Meanwhile, most readers will find most of what they might reasonably want to know about Connolly buried somewhere in this cumbrous volume. Detailed accounts, mainly from Connolly’s viewpoint, are provided of innumerable widely forgotten disputes, organisations and publications through which Connolly expressed his simple but powerful analysis of class and nationality. Connolly’s crusades in Scotland and America receive the same minute and methodical treatment as his more familiar Irish career, which might easily have terminated in 1903 but for his growing frustration with Daniel de Leon and the various factions of the Industrial Workers of the World (IWW or ‘Wobblies’) in America. Though his remarkable consistency as a rhetorician, in both style and precept, becomes wearisome as example follows example, the cumulative effect is to confirm Connolly’s intellectual vigour and, within limits, rigour. Like a good committeeman, Nevin follows a logical but rather tortuous agenda, devoting separate chapters to each major organisation or episode to the detriment of narrative straightforwardness. Many names and topics are repeatedly mentioned in passing before their turn comes for a cameo biography or snippet of historical background. Uninitiated readers may find themselves muttering ‘What lockout? What rising? Who is this fellow Larkin?’, but their patience will usually be rewarded. Nevin is curiously incurious about Connolly’s personality and personal life. Only piecemeal—through asides, quotations and appendices—do we gain a sense of the fierce, secretive and defensive spirit that generated so many ringing words (uttered in a Scottish accent: p. 636) and elaborate if futile plans for proletarian revolution. It is left to a policeman to describe Connolly’s dour dress and also his shortness (5’4″: p. 96), presumably a disadvantage when tussling with ‘Big Jim’ Larkin or trying to engage the attention of a crowd when shouting from a brake or soapbox. Gradually, we begin to picture a Chaplinesque figure complete with neat moustache, piercing eyes, and a sharp sense of the ridiculous often shading into rancour. Nevin offers no clear epitome of Connolly as a human being, beyond noting his sardonic humour and volatile temperament. Yet he is balanced enough to give prominence to Louie Bennett’s unflattering assessment, just before the Rising, that Connolly was ‘utterly lacking in geniality’, ‘crafty in expression’, ‘through and through embittered’, but above all ‘a man of power’ (p. 691). While usually accepting Connolly’s claims at face value, even when they seem implausible or contrived, Nevin occasionally detects signs of disingenuousness, dishonesty, wild exaggeration or ‘well-authenticated insensitivity’ (pp 471, 508, 628).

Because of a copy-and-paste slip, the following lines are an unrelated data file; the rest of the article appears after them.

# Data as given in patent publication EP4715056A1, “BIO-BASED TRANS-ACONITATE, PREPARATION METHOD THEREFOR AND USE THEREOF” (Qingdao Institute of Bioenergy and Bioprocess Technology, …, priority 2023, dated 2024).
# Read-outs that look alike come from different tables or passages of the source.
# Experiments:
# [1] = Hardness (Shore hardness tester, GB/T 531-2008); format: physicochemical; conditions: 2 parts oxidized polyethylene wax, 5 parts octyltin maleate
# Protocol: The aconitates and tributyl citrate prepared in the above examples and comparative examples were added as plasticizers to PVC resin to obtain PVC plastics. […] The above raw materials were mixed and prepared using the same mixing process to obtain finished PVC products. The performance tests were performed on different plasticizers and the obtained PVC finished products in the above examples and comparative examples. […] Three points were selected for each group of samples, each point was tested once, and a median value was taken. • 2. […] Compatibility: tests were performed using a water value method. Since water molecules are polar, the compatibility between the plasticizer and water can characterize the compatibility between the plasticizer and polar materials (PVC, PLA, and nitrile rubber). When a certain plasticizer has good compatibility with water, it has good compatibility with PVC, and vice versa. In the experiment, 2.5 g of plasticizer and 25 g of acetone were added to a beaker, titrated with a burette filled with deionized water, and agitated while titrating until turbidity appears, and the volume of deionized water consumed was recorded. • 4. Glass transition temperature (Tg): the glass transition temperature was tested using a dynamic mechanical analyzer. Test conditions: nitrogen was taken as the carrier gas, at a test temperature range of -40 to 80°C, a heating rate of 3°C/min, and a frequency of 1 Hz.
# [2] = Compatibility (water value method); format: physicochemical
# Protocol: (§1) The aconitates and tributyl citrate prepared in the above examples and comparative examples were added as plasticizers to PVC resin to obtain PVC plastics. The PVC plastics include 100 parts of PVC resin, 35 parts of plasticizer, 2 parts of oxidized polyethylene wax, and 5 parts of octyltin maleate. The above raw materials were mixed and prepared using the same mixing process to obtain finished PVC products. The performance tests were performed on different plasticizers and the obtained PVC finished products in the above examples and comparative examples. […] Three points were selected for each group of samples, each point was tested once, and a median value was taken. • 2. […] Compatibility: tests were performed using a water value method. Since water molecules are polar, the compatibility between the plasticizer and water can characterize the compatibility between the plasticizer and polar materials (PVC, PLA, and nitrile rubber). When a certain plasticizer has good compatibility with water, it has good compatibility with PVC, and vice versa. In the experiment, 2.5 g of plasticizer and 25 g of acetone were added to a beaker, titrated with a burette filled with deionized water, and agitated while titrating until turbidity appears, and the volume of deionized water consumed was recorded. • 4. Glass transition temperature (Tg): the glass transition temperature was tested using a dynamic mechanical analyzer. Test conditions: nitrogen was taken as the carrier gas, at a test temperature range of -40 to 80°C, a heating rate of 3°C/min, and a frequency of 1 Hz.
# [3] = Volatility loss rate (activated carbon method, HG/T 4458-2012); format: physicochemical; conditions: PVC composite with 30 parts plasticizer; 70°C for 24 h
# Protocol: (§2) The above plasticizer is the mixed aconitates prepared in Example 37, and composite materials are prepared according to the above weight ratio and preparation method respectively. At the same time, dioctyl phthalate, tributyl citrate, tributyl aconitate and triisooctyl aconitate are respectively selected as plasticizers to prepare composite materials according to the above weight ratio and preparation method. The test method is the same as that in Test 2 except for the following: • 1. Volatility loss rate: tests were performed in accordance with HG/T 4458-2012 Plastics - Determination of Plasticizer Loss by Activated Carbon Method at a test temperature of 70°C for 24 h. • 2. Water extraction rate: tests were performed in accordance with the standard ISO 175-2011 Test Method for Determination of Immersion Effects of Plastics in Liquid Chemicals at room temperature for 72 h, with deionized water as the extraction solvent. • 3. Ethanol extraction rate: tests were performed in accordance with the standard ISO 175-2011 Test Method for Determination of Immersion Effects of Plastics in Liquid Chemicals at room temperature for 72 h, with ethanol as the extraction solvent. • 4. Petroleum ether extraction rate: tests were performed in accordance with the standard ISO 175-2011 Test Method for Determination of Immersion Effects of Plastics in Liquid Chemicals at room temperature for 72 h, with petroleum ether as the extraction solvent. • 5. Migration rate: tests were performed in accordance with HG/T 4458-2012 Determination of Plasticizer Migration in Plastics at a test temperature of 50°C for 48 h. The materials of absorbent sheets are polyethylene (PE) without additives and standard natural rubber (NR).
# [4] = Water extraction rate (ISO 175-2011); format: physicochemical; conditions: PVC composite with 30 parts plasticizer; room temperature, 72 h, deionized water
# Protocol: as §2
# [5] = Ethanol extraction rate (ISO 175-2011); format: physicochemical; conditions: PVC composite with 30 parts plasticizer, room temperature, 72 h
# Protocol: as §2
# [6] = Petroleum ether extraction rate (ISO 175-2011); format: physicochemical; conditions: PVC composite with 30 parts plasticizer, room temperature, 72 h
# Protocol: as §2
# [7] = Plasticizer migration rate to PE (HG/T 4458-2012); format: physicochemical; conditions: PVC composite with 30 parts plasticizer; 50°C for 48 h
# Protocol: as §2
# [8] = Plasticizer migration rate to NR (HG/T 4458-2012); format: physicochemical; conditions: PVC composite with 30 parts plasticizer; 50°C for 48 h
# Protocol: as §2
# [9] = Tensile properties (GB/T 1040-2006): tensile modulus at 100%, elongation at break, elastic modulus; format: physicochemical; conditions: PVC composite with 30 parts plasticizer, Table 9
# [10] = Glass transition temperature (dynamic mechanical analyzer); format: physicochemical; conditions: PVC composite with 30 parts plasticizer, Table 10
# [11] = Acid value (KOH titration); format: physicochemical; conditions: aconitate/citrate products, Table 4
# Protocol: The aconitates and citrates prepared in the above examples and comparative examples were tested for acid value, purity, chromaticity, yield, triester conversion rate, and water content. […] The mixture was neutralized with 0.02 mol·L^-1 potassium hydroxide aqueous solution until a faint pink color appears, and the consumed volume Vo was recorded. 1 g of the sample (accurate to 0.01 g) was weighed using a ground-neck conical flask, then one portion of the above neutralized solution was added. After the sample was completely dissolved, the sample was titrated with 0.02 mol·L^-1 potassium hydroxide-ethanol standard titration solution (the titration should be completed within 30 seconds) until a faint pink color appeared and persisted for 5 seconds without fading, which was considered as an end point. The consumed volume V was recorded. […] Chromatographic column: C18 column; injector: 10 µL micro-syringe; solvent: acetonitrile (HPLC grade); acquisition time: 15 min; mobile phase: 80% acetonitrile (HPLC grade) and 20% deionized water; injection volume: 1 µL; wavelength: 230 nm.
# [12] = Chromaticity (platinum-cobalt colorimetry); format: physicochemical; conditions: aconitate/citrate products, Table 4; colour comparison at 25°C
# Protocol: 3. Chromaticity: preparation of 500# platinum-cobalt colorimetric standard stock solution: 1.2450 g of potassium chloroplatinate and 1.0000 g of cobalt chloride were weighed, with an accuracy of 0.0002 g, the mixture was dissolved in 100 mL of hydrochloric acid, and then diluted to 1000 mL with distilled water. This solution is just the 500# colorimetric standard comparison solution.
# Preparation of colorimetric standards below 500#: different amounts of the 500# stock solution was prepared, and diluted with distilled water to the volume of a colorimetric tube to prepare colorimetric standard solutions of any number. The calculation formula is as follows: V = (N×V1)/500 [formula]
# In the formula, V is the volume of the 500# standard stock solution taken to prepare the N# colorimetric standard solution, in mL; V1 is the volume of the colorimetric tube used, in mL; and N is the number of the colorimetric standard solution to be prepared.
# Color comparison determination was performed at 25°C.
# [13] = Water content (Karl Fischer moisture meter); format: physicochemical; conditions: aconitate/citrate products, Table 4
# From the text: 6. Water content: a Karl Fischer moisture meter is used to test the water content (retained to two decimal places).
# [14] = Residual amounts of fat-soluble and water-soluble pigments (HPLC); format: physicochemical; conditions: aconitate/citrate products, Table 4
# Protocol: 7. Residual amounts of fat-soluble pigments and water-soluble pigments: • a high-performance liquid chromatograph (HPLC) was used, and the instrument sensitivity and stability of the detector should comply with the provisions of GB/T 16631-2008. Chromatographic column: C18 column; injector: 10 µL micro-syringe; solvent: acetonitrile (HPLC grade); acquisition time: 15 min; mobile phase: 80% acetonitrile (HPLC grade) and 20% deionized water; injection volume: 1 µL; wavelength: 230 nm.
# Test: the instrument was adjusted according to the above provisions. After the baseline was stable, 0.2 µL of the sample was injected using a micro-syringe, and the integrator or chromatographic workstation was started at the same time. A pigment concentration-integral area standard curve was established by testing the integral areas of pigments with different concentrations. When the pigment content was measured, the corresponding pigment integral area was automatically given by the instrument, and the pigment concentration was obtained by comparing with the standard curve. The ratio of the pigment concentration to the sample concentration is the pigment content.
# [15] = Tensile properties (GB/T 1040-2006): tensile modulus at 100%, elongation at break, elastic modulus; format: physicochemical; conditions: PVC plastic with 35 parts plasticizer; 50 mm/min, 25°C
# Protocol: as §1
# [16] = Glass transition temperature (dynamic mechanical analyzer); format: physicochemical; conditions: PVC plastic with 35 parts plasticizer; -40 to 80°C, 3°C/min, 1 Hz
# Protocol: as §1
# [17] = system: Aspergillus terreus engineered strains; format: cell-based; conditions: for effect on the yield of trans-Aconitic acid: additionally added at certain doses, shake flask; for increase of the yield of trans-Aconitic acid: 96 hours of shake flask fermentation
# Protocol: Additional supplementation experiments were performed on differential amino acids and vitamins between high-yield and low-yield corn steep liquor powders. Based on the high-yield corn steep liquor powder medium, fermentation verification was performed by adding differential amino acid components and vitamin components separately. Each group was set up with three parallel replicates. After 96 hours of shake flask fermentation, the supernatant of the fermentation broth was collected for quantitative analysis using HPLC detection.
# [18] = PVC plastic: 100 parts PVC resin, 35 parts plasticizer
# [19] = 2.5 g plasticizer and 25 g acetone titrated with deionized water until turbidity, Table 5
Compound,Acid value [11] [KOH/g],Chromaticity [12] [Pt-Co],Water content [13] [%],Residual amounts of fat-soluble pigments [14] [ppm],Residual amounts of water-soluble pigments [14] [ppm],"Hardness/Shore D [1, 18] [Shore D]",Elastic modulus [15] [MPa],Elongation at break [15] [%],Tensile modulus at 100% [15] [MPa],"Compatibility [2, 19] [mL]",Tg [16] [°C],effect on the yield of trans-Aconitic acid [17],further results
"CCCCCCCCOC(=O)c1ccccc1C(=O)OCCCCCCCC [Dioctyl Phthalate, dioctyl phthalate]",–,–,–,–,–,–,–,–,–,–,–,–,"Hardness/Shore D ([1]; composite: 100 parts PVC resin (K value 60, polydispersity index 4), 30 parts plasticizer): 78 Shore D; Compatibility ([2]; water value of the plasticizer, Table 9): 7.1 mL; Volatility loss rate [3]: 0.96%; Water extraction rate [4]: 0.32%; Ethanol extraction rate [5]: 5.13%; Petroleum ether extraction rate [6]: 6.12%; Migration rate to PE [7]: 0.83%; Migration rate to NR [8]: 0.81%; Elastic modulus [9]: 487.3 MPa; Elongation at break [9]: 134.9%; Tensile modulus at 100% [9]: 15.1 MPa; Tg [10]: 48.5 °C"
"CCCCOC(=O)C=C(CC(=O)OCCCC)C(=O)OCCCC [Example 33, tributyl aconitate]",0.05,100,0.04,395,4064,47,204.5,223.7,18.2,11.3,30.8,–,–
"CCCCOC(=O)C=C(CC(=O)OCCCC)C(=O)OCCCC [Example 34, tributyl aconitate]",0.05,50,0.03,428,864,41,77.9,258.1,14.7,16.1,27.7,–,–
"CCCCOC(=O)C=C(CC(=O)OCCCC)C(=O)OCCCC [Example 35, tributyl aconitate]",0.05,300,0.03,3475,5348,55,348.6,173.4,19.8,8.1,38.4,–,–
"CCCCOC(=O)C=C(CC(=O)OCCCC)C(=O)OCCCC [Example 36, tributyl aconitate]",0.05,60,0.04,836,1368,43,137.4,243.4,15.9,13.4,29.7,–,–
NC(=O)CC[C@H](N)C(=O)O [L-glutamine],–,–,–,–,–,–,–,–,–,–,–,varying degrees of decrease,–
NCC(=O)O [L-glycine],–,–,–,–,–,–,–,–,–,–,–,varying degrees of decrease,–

Yet he leaves it to the reader to speculate about the darker recesses of Connolly’s mind, most evident in his evasions. Was it guilt or prudence that led to his suppression of seven years’ service in the British army, that ‘body of hired assassins’ who deserved to be erased ‘from the family roll’ (p. 134)? Why did he repeatedly deny his Edinburgh origins, even to the point of claiming Monaghan as his birthplace for the benefit of the census commissioners in 1901 (p. 168)? Was his deathbed affirmation of Catholicism, and injunction to his Protestant wife to follow suit, an expression of faith or a declaration of allegiance to a Catholic nation? How should it be reconciled with his cynical admission in 1908 that ‘tho’ I have usually posed as a Catholic I have not gone to my duty for 15 years, and have not the slightest tincture of faith left’ (p. 679)? The problems raised by his ‘mixed’ marriage in 1890, though implicit in the rather stilted letters to his fiancée reproduced as an appendix, are not explored through any discussion of the rearing of their children. Nevin observes, in another appendix, that Connolly was absent from his family home for extended spells amounting to more than four years between 1900 and 1916 (p. 726), yet he does not so much as raise the possibility of infidelity or marital alienation.
Nevin’s careful and rather awkwardly constructed biography cannot match the pace and narrative skill of C. Desmond Greaves or Ruth Dudley Edwards, and it is typically votive rather than revisionist in tone. Yet, amidst the abundant evidence and testimony so lovingly and scrupulously assembled, future interpreters may find material for more searching and less credulous assessments of this brilliant but perplexing misfit in Irish history. It is a tribute to Nevin’s fair-mindedness that, in building a documentary monument to James Connolly, he has assembled missiles for both sides of the debate.                      David Fitzpatrick